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8. 9. 10. 11. 13. 14. 15. 16.

Incremental analysis Inventory management analysis Keep or replace analysis Performance evaluation Return on investment Sales people compensation analysis Segmental contribution reporting Wage rate analysis

If your instructor has adopted this simulation in connection with this text book, then hopefully your participation in The Management/Accounting Simulation will give you an experience that will solidly persuade you that in any business the accounting department is a vital function in the process of decisions being made and executed. With a proper attitude on the part of accounting towards management and management towards accounting, the likelihood of better decisions and a more successful business is greatly increased. Comparison of Merchandising and Manufacturing Businesses In order to understand financial statements for a manufacturing business, as a student you first need a good understanding of financial statements for a merchandising business. In general, merchandising and manufacturing statements are the same, In fact, in terms of basic components they are identical. Figure 3.5 • Retail Business
Income Statement The five basic elements of the income statement for a retail business are: 1. Sales 2. Cost of goods sold 3. Gross profit 4. Expenses 5. Net income $100,000 60,000 –––––––– 40,000 10,000 –––––––– $ 30,000 –––––––– ––––––––

Manufacturing Business
Income Statement The five basic elements of the income statement for a manufacturing business are: 1. Sales 2. Cost of goods sold 3. Gross profit 4. Expenses 5. Net income $100,000 60,000 –––––––– 40,000 10,000 –––––––– $ 30,000 –––––––– ––––––––

The major difference is in the need to know how to compute cost of goods manufactured as seen in the following comparison.

40 | CHAPTER THREE • Financial Statements for Manufacturing Business
Figure 3.6 • Merchandising
Cost of goods sold 1. Merchandise inventory (B) 2. Merchandise purchases Available for sale 3. Merchandise inventory (E) $15,000 75,000 –––––– 90,000 30,000 –––––– $60,000 –––––– ––––––

Manufacturing
Cost of goods sold 1. Finished goods inventory (B) 2. Cost of goods manufactured Available for sale 3. Finished goods inventory (E) $15,000 75,000 ––––––– 90,000 30,000 ––––––– $60,000 ––––––– –––––––

The Cost of Goods Manufactured Statement The major difference here is obviously in the need to know how to compute cost of goods manufactured. A second difference is that in a manufacturing business inventory that is sold is called finished goods rather than being called merchandise inventory and cost of goods manufactured has replaced merchandise purchases. Rather than purchasing goods from another company, the company manufactures what it sells. The accounting for finished goods is far more complicated than the accounting for merchandise purchased. Figure 3.7 • Cost of goods manufactured
The five basic elements of cost of goods manufactured are: 1. Materials used 2. Factory labor 3. Manufacturing overhead Manufacturing costs incurred this period 4. Work in process inventory (B) Total manufacturing costs to be acct. for 5. Work in process inventory (E) $ 20,000 35,000 25,000 ––––––– 80,000 20,000 ––––––– 100,000 25,000 ––––––– $ 75,000 ––––––– –––––––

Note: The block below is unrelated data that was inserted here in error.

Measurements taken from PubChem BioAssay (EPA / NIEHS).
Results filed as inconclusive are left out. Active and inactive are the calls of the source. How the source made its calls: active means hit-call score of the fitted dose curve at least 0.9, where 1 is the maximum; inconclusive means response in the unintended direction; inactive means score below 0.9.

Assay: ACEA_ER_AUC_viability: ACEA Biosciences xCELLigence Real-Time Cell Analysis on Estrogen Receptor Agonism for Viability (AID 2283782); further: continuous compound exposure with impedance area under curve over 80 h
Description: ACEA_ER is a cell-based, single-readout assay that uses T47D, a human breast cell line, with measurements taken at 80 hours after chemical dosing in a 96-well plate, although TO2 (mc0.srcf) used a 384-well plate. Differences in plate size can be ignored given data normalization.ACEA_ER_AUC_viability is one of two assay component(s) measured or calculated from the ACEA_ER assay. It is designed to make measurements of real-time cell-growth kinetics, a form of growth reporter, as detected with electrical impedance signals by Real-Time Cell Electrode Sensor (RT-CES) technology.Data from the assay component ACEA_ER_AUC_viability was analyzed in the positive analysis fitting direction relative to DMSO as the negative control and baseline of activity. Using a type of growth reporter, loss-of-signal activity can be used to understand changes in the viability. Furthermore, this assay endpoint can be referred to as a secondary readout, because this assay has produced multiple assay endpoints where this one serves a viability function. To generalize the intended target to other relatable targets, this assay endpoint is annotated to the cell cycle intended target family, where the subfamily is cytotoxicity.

The purpose of the cost of goods manufactured statement is to compute the cost of goods completed or finished in a given time period. The cost of goods manufactured is the cost of goods finished this period. Cost of goods manufactured consists of three basic cost elements: (1) materials, (2) factory labor, and (3) manufacturing overhead. Materials used is a computation:

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Materials Used
1. Materials inventory (B) 2. Material purchases Materials available 3. Materials inventory (E) $ 5,000 25,000 30,000 10,000 $20,000

There are two types of inventory systems that may be used in a manufacturing business: (1) periodic and (2) perpetual. If a periodic inventory system is used, then it is necessary to compute materials used. If perpetual inventory is used, the inventory system keeps an accurate perpetual record of materials used and, consequently, it is not necessary to compute materials used. A record in the cost accounting system called Materials Used Summary is to record each use of material. Balance Sheets: Merchandising and Manufacturing Compared The balance sheet of a manufacturing business in terms of basic elements is identical to the balance sheet of a merchandising business. The only difference is in one area, the current asset section. Instead of one inventory account, the manufacturing business has three inventory accounts: Merchandising Business
1. Assets Current assets Cash Accounts receivable Merchandise inventory Fixed assets

Manufacturing Business
1. Assets Current assets Cash Accounts receivable Inventory Work in process Materials Finished goods Fixed assets

$ 50,000 30,000 65,000 $ 55,000 ––––––– $200,000 ––––––– –––––––

$ 50,000 30,000 25,000 10,000 30,000 55,000 –––––––– $200,000 –––––––– –––––––– $ 20,000 30,000 30,000 120,000 –––––––– $200,000 –––––––– ––––––––

2. Liabilities Current liabilities Long-term liabilities 3. Stockholders’ Equity Paid-in capital Retained earnings

$ 20,000 30,000 30,000 120,000 ––––––– $200,000 ––––––– –––––––

2. Liabilities Current liabilities Long-term liabilities 3. Stockholders’ Equity Paid-in capital Retained earnings

42 | CHAPTER THREE • Financial Statements for Manufacturing Business